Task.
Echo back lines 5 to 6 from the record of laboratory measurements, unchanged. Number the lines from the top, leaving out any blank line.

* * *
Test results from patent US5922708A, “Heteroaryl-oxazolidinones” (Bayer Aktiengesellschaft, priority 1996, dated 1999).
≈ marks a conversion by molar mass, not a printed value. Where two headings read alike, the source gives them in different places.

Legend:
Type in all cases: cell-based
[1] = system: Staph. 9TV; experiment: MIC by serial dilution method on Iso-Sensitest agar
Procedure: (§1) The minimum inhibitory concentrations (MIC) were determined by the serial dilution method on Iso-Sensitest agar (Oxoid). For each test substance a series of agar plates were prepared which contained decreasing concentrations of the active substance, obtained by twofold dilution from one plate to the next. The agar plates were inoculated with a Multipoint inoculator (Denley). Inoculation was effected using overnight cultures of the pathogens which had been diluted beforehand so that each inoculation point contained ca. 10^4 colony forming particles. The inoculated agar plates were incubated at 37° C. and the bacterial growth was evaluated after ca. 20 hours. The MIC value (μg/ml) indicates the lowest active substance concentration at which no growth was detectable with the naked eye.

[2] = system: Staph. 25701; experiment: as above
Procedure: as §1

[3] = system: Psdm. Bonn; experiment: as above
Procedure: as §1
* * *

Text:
[1] = system: Staph. 9TV; experiment: MIC by serial dilution method on Iso-Sensitest agar
Procedure: (§1) The minimum inhibitory concentrations (MIC) were determined by the serial dilution method on Iso-Sensitest agar (Oxoid). For each test substance a series of agar plates were prepared which contained decreasing concentrations of the active substance, obtained by twofold dilution from one plate to the next. The agar plates were inoculated with a Multipoint inoculator (Denley). Inoculation was effected using overnight cultures of the pathogens which had been diluted beforehand so that each inoculation point contained ca. 10^4 colony forming particles. The inoculated agar plates were incubated at 37° C. and the bacterial growth was evaluated after ca. 20 hours. The MIC value (μg/ml) indicates the lowest active substance concentration at which no growth was detectable with the naked eye.